Product Goal & Sprint Goals – Why They Are Important

According to Scrum, The Product Goal is the commitment to the Product Backlog. But what does that really mean? How does a Product Goal differ from a Sprint Goal? How does a Product Goal relate to the Product Vision or Product Strategy?

First some more detail on what these things are and why they are important

Product Goal

  • The Product Goal is a simple directional statement that defines an objective and purpose (the “why”) for the work in the Product Backlog.
  • It should be motivational, directional, tangible, measurable, and concise.
  • The Product Goal exists in the Product Backlog.
  • Not every Product Backlog Item in the Product Backlog needs to relate to the current Product Goal.
  • There is only one Product Goal for the Product Backlog at any one time, although it could address multiple objectives.
  • As each Increment is produced, the product incrementally moves toward the Product Goal.

Sprint Goal

  • The Sprint Goal is a simple directional statement that defines an objective and purpose (the “why”) for the work in the Sprint Backlog.
  • It should be motivational, directional, tangible, measurable, and concise.
  • The Sprint Goal exists in the Sprint Backlog.
  • Not every Product Backlog Item in the Sprint Backlog needs to contribute to the Sprint Goal.
  • There is only one Sprint Goal for the Sprint Backlog at any one time, although it could address multiple objectives.
  • As each Sprint Goal is achieved, the product incrementally moves toward the Product Goal.

As you can see, the definition of the Product Goal and Sprint Goal are near identical with the scope of each being the only real difference. This is because they serve a similar purpose over a different time period.

Product Vision, Product Strategy & Product Roadmaps are outside of the scope of Scrum and therefore not covered by the Scrum Guide. However, they are commonly used complementary good practices, so it is worth describing them in the context of the Product Goal & Sprint Goals.

Product Vision – There may also be a Product Vision that describes the Product Goal in more detail or it may describe a much higher level narrative where the Product Goal (or a series of Product Goals) is the first step towards that much bigger vision.

Product Strategy & Product Roadmap – A Product Strategy or Product Roadmap often provides a directional plan for realising the Product Goal (or a series of Product Goals). Product Goals are the milestones on a Product Roadmap that teams need to target to realise their Product Vision.

Why are Product Goals & Sprint Goals important?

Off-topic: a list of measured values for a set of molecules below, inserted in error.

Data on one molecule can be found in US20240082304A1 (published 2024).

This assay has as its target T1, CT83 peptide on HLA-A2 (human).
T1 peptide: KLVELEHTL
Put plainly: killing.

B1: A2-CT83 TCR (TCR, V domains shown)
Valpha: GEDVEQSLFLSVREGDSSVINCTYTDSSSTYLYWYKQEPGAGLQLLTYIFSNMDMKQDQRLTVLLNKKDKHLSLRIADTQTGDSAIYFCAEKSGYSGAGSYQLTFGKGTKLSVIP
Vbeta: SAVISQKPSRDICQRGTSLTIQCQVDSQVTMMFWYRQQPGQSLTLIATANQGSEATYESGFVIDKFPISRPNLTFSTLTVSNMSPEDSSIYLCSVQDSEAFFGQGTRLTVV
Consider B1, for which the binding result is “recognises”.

“Artifacts that have low transparency can lead to decisions that diminish value and increase risk. Transparency enables inspection. Inspection without transparency is misleading and wasteful.”
The Scrum Guide

The commitment contained in each artifact (Product Goal, Sprint Goal and Definition of Done) is intended to improve the transparency around the associated artifact. This enables better inspection and adaptation which ultimately leads to a more effective empirical approach. Empiricism is deciding what to do next based on what we learn, informed by data, and feedback. Empiricism is what Scrum is all about.

Why can we only work on 1 Product Goal at a time?

“The Product Goal is the long-term objective for the Scrum Team. They must fulfil (or abandon) one objective before taking on the next.”
The Scrum Guide

Many leaders are ineffective at setting clear priorities. They either do not (or cannot) prioritise, do not clearly communicate the priorities when set, or set many (e.g. 5+) top priorities (the “everything is a priority, therefore, nothing is a priority” situation).

The result of all or any of these is that the people closest to the work (and often the most junior people) get to set the priorities in practice. This is not a situation you want to be in as they are unlikely to have access to all the information they would need to make good decisions. The big priorities should be set by someone who has the big picture.

Picking one tangible, measurable, and succinct Product Goal provides real guidance on what is most (potentially) valuable to the Scrum Team and stakeholders. It leaves less space for ambiguity. Less can be more!

The intention around the Product Goal is to ensure focus and transparency around what is most important to achieve and why.

Now, of course, there are some possibilities left available for us here. The Product Goal could address multiple objectives. This may reduce focus and transparency, but may be appropriate under certain conditions.